County commissioners prepare for future

The Moore County Board of Commissioners’ Feb. 24 annual budget meeting shared accomplishments including administering $4 million in CARES Act funds to towns and completing the Sandhills Community College $123 million bond issuance approval at 1.28%. The board met at the Moore County Senior Enrichment Center.

The county bond rating received an upgrade to Aa2.

Property Tax

County Manager Wayne Vest said one of the big things the county offers is a 2% discount on property tax when paid before Sept. 1.

The deadline is Jan. 5 and after the deadline, a 2% delinquent increase is added.

Vest said a 2.5% increase in the property tax base for 2022, a revaluation year, would generate $2.1 million.

Property taxes supply 75% of the General Fund.

Sales Tax

The impact of closed stores due to the novel coronavirus was expected.

Sales tax was down in October, and according to Vest, it is typically down in spring. The county is prepared for loss with a conservative approach, and restrictions helped people spend money at home.

“Hesitant to put numbers out there yet,” Vest said. “Big concern as we develop a budget.”

“Sales tax is 14% of the General Fund budget,” Tammy Golden, budget manager and internal auditor said. “We are always three months behind and based on trends, looking at down point.”

Vest said 49% of revenue goes toward Educational Fund, then human services, then the General Fund and then public safety.

Public Works

Moore County’s future water supply study showed current water supplies will not meet population growth.

Deep River was identified as a potential water source, tapping in at Glendon and High Falls. Alternatives will be considered in the Engineering Report which is used to guide funding applications. The water supply expansion is expected to be $27.5 million in 2023.

A 9% water rate increase is proposed for Moore County Public Utilities of the Carolina in Robbins and High Falls systems due to the large amount of flushing water required to maintain water quality.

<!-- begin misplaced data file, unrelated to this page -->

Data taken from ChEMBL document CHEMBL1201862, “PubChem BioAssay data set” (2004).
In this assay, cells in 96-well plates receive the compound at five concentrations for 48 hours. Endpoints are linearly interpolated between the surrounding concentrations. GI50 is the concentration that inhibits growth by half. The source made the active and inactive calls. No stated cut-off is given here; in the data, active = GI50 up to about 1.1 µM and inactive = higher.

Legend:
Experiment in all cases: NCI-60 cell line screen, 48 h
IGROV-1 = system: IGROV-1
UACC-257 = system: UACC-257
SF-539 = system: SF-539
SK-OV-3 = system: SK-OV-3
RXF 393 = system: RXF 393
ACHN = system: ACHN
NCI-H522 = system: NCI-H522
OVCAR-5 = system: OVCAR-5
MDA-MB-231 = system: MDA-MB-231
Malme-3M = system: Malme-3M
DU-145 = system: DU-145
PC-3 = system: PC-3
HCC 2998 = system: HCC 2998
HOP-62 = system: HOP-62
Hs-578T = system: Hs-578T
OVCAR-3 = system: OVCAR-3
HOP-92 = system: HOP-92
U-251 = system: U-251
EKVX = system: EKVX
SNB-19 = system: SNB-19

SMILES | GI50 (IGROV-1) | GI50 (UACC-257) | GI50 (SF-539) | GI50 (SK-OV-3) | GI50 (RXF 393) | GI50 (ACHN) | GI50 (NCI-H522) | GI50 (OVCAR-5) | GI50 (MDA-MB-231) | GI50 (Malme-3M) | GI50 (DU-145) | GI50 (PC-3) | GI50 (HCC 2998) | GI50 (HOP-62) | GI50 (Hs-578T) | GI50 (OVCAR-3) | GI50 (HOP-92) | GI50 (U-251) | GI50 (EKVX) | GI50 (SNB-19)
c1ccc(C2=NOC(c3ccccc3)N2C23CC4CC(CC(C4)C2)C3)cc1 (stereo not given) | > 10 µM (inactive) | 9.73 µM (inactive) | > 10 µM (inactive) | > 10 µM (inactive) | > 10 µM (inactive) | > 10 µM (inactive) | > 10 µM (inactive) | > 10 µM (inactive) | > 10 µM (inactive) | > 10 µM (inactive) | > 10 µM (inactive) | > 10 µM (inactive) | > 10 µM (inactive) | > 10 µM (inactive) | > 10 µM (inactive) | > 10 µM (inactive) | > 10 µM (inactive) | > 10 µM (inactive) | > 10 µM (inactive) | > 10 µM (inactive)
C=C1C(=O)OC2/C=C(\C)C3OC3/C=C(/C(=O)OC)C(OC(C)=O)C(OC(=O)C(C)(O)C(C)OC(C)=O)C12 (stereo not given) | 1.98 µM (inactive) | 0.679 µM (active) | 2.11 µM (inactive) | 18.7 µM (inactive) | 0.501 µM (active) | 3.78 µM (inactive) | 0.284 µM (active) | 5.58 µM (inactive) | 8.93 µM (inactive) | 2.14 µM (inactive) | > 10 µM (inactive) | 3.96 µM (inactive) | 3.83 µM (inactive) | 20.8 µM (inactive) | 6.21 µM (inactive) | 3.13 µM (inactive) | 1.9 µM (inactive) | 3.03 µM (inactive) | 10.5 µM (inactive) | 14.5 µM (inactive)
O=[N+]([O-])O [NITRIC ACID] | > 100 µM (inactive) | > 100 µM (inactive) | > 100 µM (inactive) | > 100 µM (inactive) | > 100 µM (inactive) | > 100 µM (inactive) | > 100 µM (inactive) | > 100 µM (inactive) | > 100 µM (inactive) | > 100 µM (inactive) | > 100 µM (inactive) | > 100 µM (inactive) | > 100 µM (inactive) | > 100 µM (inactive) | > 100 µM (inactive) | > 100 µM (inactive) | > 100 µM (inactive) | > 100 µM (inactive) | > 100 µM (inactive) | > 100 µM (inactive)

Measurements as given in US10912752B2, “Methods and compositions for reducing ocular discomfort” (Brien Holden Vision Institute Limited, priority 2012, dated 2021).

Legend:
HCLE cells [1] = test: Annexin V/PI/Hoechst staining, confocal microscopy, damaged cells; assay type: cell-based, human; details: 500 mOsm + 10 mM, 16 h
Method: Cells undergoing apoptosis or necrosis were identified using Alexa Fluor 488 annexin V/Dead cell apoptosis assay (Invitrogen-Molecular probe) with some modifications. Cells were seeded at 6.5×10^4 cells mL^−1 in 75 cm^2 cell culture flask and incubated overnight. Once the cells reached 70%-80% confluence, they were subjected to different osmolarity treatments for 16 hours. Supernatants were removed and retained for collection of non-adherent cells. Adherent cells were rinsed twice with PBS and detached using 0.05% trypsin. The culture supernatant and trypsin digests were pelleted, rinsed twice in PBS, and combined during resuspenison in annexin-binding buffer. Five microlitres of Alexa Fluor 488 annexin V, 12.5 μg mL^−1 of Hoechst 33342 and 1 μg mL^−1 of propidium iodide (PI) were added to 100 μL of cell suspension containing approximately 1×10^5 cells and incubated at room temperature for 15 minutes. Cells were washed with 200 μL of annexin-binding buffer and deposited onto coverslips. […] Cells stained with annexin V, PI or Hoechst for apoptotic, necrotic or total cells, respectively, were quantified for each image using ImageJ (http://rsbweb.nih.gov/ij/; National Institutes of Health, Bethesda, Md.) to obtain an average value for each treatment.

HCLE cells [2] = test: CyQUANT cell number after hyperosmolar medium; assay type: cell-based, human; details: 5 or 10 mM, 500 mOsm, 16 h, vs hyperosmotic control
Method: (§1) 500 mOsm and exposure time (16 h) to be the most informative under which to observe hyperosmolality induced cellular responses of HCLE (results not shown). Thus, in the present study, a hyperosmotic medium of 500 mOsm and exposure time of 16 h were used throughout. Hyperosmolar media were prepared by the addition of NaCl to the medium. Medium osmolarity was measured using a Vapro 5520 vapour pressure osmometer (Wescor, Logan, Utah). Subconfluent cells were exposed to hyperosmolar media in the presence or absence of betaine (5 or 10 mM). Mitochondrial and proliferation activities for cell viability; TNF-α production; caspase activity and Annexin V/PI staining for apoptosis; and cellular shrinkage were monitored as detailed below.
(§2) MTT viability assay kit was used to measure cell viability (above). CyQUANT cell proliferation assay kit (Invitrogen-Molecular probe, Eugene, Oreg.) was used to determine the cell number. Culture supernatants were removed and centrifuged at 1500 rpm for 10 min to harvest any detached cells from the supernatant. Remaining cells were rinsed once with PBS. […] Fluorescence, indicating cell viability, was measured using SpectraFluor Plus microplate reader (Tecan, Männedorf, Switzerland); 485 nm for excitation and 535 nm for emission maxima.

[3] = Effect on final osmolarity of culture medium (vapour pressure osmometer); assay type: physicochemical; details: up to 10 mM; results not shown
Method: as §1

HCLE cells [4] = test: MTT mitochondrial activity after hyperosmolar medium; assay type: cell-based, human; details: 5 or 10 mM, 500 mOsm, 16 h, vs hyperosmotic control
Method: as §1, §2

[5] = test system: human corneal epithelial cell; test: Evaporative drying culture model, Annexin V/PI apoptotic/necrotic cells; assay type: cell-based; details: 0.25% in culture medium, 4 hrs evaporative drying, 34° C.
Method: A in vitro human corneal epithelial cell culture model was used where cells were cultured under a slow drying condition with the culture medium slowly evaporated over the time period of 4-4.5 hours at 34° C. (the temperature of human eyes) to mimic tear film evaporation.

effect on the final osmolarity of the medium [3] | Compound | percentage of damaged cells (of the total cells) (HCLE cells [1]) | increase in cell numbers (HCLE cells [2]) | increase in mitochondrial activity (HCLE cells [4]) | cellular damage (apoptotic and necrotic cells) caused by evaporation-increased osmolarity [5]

A complete analysis will be prepared next year.

Water flow would be reversed, according to Vest, and “don’t know if it would be a big issue. A lot of things to weigh in there.”

Public Works completed the replacement of an interceptor through Devil’s Gut at Pinehurst No. 7, and the next portion up for completion is near Morganton Road. The estimated cost for surveying, engineering and inspections for the upcoming work is $311,000.

Moore County Airport

The economic impact grew to $93 million according to Moore County Airport Manager Scott Malta who said revenues and expenses are on track. Despite COVID, all hangars were full with a waiting list.

Malta presented a list of improvements needed for the 2024 U.S. Open. Critical improvements for safety, maintenance and operations include removing objects from Runway Protection Zones, ramp replacement, taxiway and lighting improvements. Each improvement is grant eligible.

County Employee COVID-19 Relief

Vest said from the early days of March, county employees were considered essential and later considered emergency responders.

“… allocating additional leave hours, in the eighty-hour range,” Vest said, “would not add to the bottom line and would not go for paid-out leave.”

Commissioner Otis Ritter said, “Filled our knowledge bucket today. Best staff I’ve ever worked with.”

Feature photo: Moore County Commissioners Chairman Frank Quis and Catherine Graham enjoying the fire hydrant gifts from the fire district.

~Article and photo by Sandhills Sentinel Reporter Stephanie M. Sellers.

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